In this two-part series, Serdar Yegulalp will explain how URL spoofing targets Windows users and how to protect your systems from attacks. Part one below details how URL spoofing works and how to educate users on its dangers and warning signs. Part two will cover anti-spoofing browser features, domain spoofing, weaknesses in international domain names and e-mail vulnerabilities.
By submitting your email address, you agree to receive emails regarding relevant topic offers from TechTarget and its partners. You can withdraw your consent at any time. Contact TechTarget at 275 Grove Street, Newton, MA.
"Social engineering" is the term used by security experts to describe hack attempts that exploit the user rather than the computer itself. Uneducated Windows users can be misled and deceived very easily into giving away passwords or other confidential information if they think they're doing so as part of a normal procedure.
One of the most common social-engineering cracks is URL "spoofing," during which an attacker fakes out a user with a misleading URL. Many of you have encountered URL spoofing, which can do a number of things to harm Windows systems and users.
For instance, you may receive an e-mail from someone alleging to be a bank, e-commerce site or a security help desk informing you that your account is in danger of being closed unless you click a URL to confirm that it's active. On closer inspection the URL turns out to be bogus, leading you to a Web page that attempts to harvest your information, such as bank account numbers or credit card information. The misleading URLs hide easily in rich-text e-mail where the actual target of the URL is not displayed.
A spoofed URL can not only harvest user information through a form, it can also plant spyware or Trojans on Windows computers, which can then be used to hijack sensitive information either already on those PCs or sent from it later. For example, a malicious program planted at a spoofed URL could log keystrokes to get passwords, account numbers or other personal data.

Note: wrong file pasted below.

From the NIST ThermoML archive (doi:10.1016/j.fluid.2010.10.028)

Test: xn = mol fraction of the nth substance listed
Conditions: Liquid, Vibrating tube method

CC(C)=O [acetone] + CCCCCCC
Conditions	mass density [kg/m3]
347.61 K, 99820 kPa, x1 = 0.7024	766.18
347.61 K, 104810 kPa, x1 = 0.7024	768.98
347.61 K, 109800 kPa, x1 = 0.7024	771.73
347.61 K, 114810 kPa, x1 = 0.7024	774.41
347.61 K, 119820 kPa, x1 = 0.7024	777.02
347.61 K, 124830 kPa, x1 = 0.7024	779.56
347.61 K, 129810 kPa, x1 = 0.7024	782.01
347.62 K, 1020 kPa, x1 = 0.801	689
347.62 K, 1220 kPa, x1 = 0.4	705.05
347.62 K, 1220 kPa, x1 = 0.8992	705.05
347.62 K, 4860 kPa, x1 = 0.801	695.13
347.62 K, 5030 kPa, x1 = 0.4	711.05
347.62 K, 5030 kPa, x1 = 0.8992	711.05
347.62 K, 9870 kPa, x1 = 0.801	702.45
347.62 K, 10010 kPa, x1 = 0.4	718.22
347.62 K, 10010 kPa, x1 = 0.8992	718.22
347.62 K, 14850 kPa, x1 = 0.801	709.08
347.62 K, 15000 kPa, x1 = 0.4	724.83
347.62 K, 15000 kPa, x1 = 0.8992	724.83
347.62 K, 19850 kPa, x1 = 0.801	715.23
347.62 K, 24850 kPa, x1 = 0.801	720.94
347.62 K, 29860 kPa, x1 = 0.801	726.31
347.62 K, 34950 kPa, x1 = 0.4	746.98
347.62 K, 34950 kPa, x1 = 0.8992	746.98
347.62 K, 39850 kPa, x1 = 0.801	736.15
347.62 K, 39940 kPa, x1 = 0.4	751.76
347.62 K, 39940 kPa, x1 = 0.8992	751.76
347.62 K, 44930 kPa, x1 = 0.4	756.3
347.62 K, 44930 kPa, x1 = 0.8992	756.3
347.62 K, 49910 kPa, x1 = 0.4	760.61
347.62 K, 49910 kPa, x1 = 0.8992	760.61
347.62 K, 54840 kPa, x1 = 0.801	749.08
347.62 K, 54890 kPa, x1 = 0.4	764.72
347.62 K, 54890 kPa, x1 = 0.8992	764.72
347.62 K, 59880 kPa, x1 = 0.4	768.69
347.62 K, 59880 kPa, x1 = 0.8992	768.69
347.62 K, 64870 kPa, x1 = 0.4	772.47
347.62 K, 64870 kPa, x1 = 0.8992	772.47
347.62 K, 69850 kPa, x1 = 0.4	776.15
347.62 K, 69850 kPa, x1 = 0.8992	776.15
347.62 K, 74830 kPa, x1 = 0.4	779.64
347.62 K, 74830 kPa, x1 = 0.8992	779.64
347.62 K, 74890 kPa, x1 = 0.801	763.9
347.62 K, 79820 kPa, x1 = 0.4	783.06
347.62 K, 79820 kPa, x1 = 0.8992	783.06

Many people fall for URL spoofing simply because they don't know any better. With a little education and some countermeasures, it's possible to keep your users from being badly misled.
Today I'll mention some quick tips to identify URL spoofing scams. In part two, I'll discuss countermeasures you can take to protect your systems.
How to identify URL spoofing scams
- Scare tactics: URL spoofing scams tend to use the same scare tactics ("Your account is in danger of being terminated!") and masquerade as the same entities, including eBay, PayPal, Amazon.com and banks. This makes them that much easier to spot.
- URL construction: If URLs from a purported domain use a dotted-decimal address (i.e. 18.104.22.168) instead of a domain name, it's probably bogus.
- Hovering tricks: Sometimes simply hovering the mouse over a URL will be a giveaway. For instance, in Microsoft Outlook, a tooltip pops up that lists the actual target for a URL when the mouse hovers over it. If the tooltip URL doesn't match the professed URL, it's probably bogus. Research the features of your mail client to see if something similar exists, and inform users about it.
Stay tuned! Part two will discuss various defenses to protect Windows systems from URL spoofing.
More Information from SearchWindowsSecurity.com
- Tip: Learn how to protect Windows from a different kind of spoofing -- phishing
- Tip: Get a comparison of two different antispyware products on the market: Spybot and Ad-Aware
- Topics: Look up resources to help you educate end users